The Typological Imaginary: Circumcision, Technology, History

The Typological Imaginary: Circumcision, Technology, History

The Typological Imaginary: Circumcision, Technology, History

The Typological Imaginary: Circumcision, Technology, History

Synopsis

In this book Kathleen Biddick investigates the fate of the enduring timelines fabricated by early Christians to distinguish themselves from their Jewish neighbors. Ranging widely across the history of text, technology, and book art, she relates three interwoven stories: the Christians' translation of circumcision into a graphic problem of writing on the heart; the temporal construction of Christian notions of history based on the binary supersession of an Old Testament past by the present of a new dispensation; and the traumatic repetition of the graphic cutting off of Christians from Jews in academic history and anthropology.

Moving beyond well-studied theological polemics, Biddick works from the relatively unfamiliar vantage point of the graphic technologies used in medieval and early modern texts and print sources, from maps to trial transcripts to universal histories. Addressing current concerns about the posthuman condition by linking them to a deeper genealogy of disembodiment at the technological heart of imaginary fantasies, she argues that such supersessionary practices extend to contemporary psychoanalytic and postcolonial texts, even as they propose alternative ways of thinking about memory and temporality. Crucial to Biddick's study is the ethical challenge of unbinding the typological imaginary, not in order to disavow theological difference but rather to open up the encounter between Christian and Jew to less deadening teleological readings.

Making a significant contribution to the large debate over the transition from "scriptural" to "scientific" culture in Europe, The Typological Imaginary also succeeds in shedding light on the centrality of Jews to medieval and Enlightenment history.

Excerpt

This study grapples with an unsettling historiographical problem: how to study the history of Jewish-Christian relations without reiterating the temporal practices through which early Christians, a heterogeneous group, fabricated an identity (“Christian-ness”) both distinct from and superseding that of neighboring Jewish communities. These Christian temporal practices insisted on identitary time, by which I mean the assumption that time can be culturally identical with itself. Early Christians straightened out the unfolding of temporality (with its gaps and vicissitudes) into a theological timeline fantastically based on two distinct but related notions. First, they posited a present (“this is now”) exclusively as a Christian present. They cut off a Jewish “that was then” from a Christian “this is now.” They also imagined a specific direction to Christian time. They believed that the Christian new time— a “this is now”—superseded a “that was then” of Israel. Such a temporal logic also enabled early Christians to divide up a shared scriptural tradition. Christians subsumed the Hebrew Bible into an “Old Testament” and conceived of this Old Testament as a text anterior to their New Testament. “Christian-ness” was thus affirmed by the repetitive cutting off of the old Jewish time from the new Christian time. Even though Christians shared literary genres and rhetorical conventions with pagan and Jewish contemporaries, their notion of supersession came to distinguish their reading and writing. This book explores the stakes of this temporal model of Christian supersession.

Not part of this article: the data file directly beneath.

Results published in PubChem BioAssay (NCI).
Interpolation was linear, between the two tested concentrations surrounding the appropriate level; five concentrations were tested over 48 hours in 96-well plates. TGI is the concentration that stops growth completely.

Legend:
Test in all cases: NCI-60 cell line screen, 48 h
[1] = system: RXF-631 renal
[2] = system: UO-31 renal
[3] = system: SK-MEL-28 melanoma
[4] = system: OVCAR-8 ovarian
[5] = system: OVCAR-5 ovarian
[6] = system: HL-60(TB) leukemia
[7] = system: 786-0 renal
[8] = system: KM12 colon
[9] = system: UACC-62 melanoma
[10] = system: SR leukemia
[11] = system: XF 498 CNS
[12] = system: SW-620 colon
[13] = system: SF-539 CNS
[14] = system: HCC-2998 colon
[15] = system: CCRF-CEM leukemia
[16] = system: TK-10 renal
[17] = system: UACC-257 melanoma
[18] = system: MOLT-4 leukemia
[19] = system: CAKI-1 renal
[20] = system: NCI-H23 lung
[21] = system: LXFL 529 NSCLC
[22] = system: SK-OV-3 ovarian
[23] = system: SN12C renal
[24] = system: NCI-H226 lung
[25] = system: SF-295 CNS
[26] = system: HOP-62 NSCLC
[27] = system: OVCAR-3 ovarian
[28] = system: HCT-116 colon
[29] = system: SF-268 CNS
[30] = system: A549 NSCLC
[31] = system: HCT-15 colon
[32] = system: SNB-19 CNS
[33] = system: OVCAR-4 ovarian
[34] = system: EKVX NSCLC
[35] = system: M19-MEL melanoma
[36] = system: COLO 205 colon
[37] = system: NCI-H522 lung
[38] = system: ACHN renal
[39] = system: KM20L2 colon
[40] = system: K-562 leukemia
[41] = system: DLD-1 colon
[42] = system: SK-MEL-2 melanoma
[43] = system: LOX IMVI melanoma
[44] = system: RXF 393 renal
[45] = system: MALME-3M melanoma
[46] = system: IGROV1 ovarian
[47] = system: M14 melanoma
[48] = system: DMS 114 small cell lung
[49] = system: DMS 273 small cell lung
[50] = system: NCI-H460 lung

The purported “secularization” of modernity, I contend here, has never overtaken this core Christian conception of supersession. Supersessionary thinking and notions of modernity are closely bound, and, I would argue, shape even the very terms of current debate among medievalists over the existence or nonexistence of antisemitism in the Middle Ages. At stake for me in this book is the belief that we cannot . . .

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